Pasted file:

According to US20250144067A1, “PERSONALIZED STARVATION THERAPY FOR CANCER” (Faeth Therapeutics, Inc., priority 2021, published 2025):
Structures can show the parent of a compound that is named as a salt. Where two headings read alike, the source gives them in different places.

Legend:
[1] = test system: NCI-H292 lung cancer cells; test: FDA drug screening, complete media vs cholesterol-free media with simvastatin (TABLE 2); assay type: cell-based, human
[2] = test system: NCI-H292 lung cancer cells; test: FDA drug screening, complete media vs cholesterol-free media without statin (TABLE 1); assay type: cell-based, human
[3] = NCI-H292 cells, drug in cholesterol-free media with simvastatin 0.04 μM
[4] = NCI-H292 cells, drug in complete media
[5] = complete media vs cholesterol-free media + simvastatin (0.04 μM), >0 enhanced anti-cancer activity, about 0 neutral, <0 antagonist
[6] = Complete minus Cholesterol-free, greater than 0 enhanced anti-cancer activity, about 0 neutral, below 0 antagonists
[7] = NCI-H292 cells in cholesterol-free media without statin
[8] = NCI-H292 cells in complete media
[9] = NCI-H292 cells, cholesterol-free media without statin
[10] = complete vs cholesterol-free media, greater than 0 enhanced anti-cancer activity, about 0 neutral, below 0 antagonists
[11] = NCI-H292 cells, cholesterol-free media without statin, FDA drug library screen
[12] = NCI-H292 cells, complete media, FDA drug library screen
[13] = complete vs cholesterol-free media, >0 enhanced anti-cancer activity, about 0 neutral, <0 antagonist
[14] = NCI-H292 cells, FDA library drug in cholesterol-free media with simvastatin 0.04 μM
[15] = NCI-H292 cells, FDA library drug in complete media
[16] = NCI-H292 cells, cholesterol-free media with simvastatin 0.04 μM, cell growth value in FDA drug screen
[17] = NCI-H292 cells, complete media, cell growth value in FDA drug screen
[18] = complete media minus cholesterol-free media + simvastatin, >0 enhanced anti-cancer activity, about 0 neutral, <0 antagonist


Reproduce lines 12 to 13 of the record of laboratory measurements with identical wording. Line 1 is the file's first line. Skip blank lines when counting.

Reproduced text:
[9] = NCI-H292 cells, cholesterol-free media without statin
[10] = complete vs cholesterol-free media, greater than 0 enhanced anti-cancer activity, about 0 neutral, below 0 antagonists